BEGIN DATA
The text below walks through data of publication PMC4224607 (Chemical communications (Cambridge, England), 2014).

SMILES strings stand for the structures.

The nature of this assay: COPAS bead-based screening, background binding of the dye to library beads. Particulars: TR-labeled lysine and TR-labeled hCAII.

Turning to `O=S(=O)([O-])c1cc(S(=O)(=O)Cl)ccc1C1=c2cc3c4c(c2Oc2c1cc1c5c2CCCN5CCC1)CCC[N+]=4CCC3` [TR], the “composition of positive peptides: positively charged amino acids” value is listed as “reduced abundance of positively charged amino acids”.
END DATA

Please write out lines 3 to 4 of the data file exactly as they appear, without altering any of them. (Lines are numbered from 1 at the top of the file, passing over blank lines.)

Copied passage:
The nature of this assay: COPAS bead-based screening, background binding of the dye to library beads. Particulars: TR-labeled lysine and TR-labeled hCAII.

Turning to `O=S(=O)([O-])c1cc(S(=O)(=O)Cl)ccc1C1=c2cc3c4c(c2Oc2c1cc1c5c2CCCN5CCC1)CCC[N+]=4CCC3` [TR], the “composition of positive peptides: positively charged amino acids” value is listed as “reduced abundance of positively charged amino acids”.